There was a period of time not too long ago that I wanted a Life Instruction Manual. I wanted someone to tell me what to do and what was going to happen. I dreaded the unknown of the future, of truly being unable to imagine what was going to happen next. I talked of a real job, of stability, of shelving the wild streak, the wanderlust, the lack of moderation, at least for a little while.
Then I took a flying leap of faith and found myself in AZ on Christmas. And everything changed.
A similar flying leap was taken last week and I found myself with a boy and his clown bike on my doorstep. A boy who, for the record, is the definition of a desert rat, who wears knee warmers when it’s 70 degrees out, and has a reputation for disliking the cold about as much as I dislike fixing flat tires, which is to say, a lot.
They look skeptical of each other.
So we did the only logical, rational thing that we could do: We headed up to Winter Park to ride the Monster Truck Ponies with the only certainty of ‘Something is going to happen.’ I had no idea of the snow conditions, I had no idea if trails would be rideable, I had fears of our planned overnighter being executed entirely on dirt because many of the CO mountains haven’t exactly been graced by snow yet this winter. Something was going to happen.
And, as she’s been seeming to do in abundance for the past few months, the Universe smiled.
Day 1 brought an eye-opening exploration of the backyard trails, all moderately well packed from skier traffic and delightful to ride.
After hours of wandering the trails where I first really learned how to mountain bike on dirt, I breathed a sigh of relief. Another leap of faith had been generously rewarded. My worst case scenario fears of the unknown replaced by exclamations of giddiness, joy, exuberance. Could these trails really be this good?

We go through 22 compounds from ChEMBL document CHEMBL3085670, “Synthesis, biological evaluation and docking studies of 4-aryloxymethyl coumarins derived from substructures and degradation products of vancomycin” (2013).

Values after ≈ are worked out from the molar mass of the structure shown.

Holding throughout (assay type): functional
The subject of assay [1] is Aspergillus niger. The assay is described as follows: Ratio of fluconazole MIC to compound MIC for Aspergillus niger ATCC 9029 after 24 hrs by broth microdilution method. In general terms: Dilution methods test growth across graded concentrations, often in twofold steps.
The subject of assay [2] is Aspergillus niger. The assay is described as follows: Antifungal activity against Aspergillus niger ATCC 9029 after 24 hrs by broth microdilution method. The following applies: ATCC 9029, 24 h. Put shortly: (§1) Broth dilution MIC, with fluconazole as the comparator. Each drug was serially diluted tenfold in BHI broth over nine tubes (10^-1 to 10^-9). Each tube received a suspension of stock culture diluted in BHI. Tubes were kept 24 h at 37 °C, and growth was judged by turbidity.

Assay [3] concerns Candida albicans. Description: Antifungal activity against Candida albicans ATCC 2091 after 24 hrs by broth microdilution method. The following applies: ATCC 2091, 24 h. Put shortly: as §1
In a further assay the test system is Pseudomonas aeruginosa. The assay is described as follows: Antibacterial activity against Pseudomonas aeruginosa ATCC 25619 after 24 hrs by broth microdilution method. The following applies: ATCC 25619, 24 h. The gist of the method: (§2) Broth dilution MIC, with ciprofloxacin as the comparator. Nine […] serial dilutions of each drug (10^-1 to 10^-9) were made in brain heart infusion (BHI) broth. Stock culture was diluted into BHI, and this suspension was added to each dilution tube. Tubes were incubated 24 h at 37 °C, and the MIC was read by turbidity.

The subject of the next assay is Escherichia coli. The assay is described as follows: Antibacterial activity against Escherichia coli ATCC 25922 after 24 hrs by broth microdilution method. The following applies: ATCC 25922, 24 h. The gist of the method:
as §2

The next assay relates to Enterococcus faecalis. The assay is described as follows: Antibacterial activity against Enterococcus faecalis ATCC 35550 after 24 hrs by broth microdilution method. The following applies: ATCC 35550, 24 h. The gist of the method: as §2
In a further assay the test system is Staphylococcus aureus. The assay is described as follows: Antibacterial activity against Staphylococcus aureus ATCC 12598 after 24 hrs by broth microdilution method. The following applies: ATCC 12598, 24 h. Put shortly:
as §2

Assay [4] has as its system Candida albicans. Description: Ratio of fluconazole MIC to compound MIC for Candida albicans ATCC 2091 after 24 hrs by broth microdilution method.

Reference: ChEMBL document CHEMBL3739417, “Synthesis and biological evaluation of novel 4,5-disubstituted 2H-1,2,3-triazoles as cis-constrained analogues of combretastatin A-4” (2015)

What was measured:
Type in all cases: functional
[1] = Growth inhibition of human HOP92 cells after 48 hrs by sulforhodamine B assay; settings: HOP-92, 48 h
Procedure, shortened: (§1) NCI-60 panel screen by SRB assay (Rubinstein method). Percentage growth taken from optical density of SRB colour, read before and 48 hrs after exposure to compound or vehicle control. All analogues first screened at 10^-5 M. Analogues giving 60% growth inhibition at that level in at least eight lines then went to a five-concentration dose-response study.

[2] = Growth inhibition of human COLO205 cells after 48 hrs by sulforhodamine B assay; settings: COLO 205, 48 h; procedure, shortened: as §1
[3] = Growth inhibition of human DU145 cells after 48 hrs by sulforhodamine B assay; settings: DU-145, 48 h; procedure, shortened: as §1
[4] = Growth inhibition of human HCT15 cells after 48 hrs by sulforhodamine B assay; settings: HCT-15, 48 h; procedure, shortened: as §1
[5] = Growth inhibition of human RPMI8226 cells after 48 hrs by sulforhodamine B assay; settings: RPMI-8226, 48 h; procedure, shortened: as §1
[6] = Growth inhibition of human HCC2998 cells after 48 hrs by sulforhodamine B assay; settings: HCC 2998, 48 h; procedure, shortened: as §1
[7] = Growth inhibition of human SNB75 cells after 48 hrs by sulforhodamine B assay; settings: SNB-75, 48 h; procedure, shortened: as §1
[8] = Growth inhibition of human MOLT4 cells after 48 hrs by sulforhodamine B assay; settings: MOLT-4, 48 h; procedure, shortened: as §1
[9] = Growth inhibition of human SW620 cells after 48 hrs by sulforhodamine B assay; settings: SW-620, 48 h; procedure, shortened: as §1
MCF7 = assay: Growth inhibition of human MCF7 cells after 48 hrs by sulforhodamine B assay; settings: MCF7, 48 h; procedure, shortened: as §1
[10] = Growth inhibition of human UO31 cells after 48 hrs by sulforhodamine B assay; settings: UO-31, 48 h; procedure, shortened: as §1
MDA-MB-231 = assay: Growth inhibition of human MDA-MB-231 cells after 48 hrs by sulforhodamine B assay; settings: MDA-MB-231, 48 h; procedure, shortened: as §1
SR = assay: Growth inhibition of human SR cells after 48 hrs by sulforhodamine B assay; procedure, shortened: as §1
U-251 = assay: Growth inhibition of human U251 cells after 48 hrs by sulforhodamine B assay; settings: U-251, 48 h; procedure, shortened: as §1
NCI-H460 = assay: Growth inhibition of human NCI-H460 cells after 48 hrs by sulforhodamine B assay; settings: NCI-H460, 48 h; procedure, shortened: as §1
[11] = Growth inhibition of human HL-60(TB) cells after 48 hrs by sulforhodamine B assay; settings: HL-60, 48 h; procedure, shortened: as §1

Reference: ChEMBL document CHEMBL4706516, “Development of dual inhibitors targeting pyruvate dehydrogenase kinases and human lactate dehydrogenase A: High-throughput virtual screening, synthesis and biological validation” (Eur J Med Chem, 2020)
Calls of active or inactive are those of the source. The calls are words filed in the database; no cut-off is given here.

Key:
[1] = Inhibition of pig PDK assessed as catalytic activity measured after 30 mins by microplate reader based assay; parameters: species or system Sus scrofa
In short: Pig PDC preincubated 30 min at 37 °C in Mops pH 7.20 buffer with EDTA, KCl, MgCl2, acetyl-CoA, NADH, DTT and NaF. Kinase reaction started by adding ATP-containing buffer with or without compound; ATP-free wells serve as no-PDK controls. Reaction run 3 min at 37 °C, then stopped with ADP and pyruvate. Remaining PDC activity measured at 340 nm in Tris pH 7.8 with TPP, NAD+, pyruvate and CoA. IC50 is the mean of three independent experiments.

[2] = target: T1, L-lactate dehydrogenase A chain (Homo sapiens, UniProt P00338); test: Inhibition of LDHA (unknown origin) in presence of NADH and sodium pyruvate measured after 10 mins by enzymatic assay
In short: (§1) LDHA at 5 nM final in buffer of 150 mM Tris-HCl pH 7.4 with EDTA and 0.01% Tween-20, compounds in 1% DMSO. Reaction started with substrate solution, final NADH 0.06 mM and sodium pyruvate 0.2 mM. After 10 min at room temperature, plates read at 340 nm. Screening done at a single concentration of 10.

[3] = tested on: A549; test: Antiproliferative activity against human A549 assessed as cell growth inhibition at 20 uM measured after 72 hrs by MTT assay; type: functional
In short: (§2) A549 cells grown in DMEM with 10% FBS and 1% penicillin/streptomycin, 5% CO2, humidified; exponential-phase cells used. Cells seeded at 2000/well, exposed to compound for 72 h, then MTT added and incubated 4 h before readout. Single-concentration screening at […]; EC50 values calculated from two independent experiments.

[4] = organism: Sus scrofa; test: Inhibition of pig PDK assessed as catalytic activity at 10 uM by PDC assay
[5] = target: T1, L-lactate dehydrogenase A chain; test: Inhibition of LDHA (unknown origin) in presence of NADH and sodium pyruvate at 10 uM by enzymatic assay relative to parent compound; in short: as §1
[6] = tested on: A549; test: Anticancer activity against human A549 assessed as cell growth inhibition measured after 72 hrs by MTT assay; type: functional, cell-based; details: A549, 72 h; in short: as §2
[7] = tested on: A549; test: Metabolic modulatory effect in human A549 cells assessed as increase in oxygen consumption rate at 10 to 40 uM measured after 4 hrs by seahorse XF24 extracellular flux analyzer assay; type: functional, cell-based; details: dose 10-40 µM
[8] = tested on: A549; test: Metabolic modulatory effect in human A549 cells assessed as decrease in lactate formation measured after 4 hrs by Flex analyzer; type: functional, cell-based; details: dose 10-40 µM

Day 2 brought more of the same with the added excursion towards Tipperary, part of the King of the Rockies race course. Conditions went from well packed and rideable, to marginally rideable, to pushable, to marginally pushable, and then to ‘This is dumb. I bet descending what we came up would be a lot of fun.’ And so we did, and what is a wicked fast descent down Spruce Creek in the summer proved to be similarly adrenaline-inducing in the winter. Win.
With the warmup rides done, snowbike handling skills improving, we proceeded to the ‘reason’ we were spending time in Winter Park. Snowbike bikepacking. Would AK actually be survivable if I had to spend the night out on the ITI?
I’d camped on ski trips in the spring before, surviving freezing nights in a 30 degree sleeping bag, but somehow a full on winter camping trip seemed infinitely more intimidating, even with a -20 degree sleeping bag. Maybe it had something to do with the fact that there was rarely a spring ski trip overnighter where I wasn’t freezing the entire time…confidence of warmth was not high.
I could write about what happened, but really, Scott did a pretty stellar job of that already, so I’ll pass on it.
But now, over a week later, what really is proving to be the sticky point of the whole experience was with the ease that the unknown was handled.
Going from a pile of gear on the floor to a pile of gear on the bike.
From the comfortable sunny condo in Winter Park to near the top of Rollins Pass at 11,500 feet as the sun was casting it’s final rays.
Transforming from chilled when we first stopped for the night to realizing that -20 degree sleeping bags are nothing short of amazing.
To figuring out a dozen little things that I didn’t even know I didn’t know in terms of temperature management.
Learning that clownbikes really can handle an amazing variety of snow conditions.
There was an ease to it. An ease to facing the unknown with grace.
And we were rewarded. By being right there. Right then.
I still have no idea what the rest of ‘life’ will look like, but the leaps of faith seem to be working out for me, each new one better than the last. The Universe is smiling.